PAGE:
Jay CabozBy Jay Caboz|December 1, 2020|10 Minutes|In Billionaire Tomorrow

Taking The Bull By The Algorithm

The sale of an African bull in the middle of nowhere and brought about a world record breaking moment. All thanks to a tech lawyer turned farming entrepreneur - Luck by name, luck by nature.

The stage was set for a world record best in the worst of times; COVID-19 was biting and the South African economy was going through one of its worst years in history. What a time to try to sell a bull in the middle of nowhere to a wealthy buyer on the other side of the world.

In the one corner of this story was Tarzan the Boran bull chewing happily under the shade of a marquee on a farm in South Africa.

In the other corner of this story was Jaco van der Walt, owner of Mosdene Boransa, sitting at his computer prepared to pay big bucks to bring the beef home.

In the middle of this world record contender was a piece of new technology that made it happen, invented by a savvy group of African entrepreneurs based in Cape Town.

It was a tense finish. Messages flashed in an instant between farm and far away farmer as the price kept climbing. It rapidly rose into seven figures. People couldn’t believe it.

Soon the grass chewing Tarzan was destined to make a little bit of farming history. The bull sold for R1.7 million (around $100,000) making it a contender for a Guiness Book of Records entry as the highest selling animal in an online auction.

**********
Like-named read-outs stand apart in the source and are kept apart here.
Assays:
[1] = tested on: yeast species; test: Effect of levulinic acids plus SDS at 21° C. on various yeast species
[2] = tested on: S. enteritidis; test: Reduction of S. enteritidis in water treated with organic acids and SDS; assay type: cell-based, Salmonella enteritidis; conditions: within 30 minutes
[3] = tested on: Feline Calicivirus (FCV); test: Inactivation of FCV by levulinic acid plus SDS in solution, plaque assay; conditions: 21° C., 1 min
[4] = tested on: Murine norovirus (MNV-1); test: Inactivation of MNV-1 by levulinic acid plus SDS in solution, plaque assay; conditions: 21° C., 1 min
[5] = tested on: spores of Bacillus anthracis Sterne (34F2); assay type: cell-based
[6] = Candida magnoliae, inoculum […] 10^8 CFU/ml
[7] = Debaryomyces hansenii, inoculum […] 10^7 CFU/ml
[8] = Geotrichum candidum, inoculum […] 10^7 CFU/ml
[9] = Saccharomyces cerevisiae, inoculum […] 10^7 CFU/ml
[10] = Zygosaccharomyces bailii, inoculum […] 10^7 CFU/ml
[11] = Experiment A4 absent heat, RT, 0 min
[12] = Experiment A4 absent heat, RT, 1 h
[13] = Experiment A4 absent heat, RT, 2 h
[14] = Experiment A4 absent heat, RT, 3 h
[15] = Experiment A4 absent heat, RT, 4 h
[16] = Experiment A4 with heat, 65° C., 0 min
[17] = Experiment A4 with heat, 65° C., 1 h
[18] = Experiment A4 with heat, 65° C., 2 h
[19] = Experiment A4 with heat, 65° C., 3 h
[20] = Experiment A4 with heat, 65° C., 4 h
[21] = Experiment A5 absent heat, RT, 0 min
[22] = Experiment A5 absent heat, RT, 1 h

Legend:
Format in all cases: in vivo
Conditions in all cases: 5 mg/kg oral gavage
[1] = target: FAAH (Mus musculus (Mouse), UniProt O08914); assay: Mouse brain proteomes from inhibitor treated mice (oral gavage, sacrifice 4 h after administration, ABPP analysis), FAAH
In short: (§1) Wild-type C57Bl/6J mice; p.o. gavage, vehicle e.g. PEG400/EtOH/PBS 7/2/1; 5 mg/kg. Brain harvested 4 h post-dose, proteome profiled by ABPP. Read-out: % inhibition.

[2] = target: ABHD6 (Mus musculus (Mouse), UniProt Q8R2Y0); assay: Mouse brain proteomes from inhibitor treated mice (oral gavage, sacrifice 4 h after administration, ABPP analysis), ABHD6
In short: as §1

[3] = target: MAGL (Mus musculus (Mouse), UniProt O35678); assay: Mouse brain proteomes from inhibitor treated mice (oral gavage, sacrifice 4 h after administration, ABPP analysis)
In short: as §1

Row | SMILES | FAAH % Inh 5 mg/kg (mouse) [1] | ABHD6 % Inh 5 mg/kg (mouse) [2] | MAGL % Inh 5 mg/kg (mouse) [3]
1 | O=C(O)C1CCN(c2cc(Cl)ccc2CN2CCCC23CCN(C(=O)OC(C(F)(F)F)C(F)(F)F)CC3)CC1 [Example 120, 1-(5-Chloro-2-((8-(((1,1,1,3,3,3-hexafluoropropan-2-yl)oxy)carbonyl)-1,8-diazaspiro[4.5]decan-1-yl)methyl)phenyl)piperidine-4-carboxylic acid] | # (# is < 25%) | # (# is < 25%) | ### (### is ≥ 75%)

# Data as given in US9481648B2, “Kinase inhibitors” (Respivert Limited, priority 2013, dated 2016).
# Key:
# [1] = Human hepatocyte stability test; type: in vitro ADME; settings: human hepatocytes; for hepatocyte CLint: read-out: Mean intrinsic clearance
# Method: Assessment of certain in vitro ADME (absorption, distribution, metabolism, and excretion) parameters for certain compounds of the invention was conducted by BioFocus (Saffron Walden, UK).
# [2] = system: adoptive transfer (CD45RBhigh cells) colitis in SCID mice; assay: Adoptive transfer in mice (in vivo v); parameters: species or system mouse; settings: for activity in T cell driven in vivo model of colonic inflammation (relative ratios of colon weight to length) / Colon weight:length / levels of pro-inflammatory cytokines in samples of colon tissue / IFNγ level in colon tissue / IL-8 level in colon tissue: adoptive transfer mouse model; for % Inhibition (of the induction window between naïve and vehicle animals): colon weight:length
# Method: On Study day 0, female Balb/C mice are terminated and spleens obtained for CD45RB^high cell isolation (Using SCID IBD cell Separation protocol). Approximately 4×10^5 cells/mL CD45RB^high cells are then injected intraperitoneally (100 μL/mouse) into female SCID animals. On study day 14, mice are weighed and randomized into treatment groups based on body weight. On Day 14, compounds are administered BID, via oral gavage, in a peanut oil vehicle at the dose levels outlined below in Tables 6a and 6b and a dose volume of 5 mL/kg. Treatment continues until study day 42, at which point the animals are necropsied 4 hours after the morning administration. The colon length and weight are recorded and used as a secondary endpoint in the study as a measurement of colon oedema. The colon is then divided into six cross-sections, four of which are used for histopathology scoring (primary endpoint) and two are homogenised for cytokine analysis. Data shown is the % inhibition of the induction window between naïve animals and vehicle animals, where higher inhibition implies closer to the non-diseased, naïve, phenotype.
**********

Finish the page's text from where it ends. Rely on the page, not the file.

It was a story written through an app called SwiftVEE that attempts to connect the fruit of African farming to the increasingly competitive and lucrative global market.

“To break two South African records in the worst economy of SA’s history, we’re quite chuffed with that. The Boran Bull sale could become a Guinness World Record for the highest ever online auction sale of an animal,” said the appropriately named Russel Luck, CEO of SwiftVEE.

It sounds simple but it’s not. The app uses artificial intelligence (AI) to create a powerful online weapon that helps farmers cut costs as well as optimise trade.

“Because there was extremely poor connectivity in South Africa it was difficult to livestream auctions. We were the first guys to pioneer the way to do that. Our major differentiator since day one is our use of machine learning and AI which maps market pricing and the sales prices of animal breeds in certain areas to connect buyers and sellers at optimal times and locations.”

Luck, a technology lawyer by profession, looks about as far from a farmer as you can be. He talks fast, he rarely sleeps and is relentless in a skinny tailored suit that’s more fashion than farming.

It’s ironic that a man about as far from tiling the soil as you can get is the one who promises to shake up African agriculture.

His ticket to success was the idea of training computers to do the job auctioneers do in the blink of an eye. It links farmers in the middle of nowhere to wealthy buyers everywhere.

“In the livestock area we play in a R200 billion space. It’s the third biggest economy in South Africa. There’s lots of money to be made and lots of room to innovate,” he says.

According to Luck, this gives African farmers the edge in today’s fast paced and connected global market. Linking them to buyers from Cape Town to China.

“People often ask me what a tech lawyer is doing in the Agri-space. The future of world commerce is going to be dictated by AI, food, and space. AI is going to take over most of the jobs in the world. But as populations rise You’re going to need to make food in a more intelligent way and you’re going to need efficiency about your space to farm more effectively,” said Luck.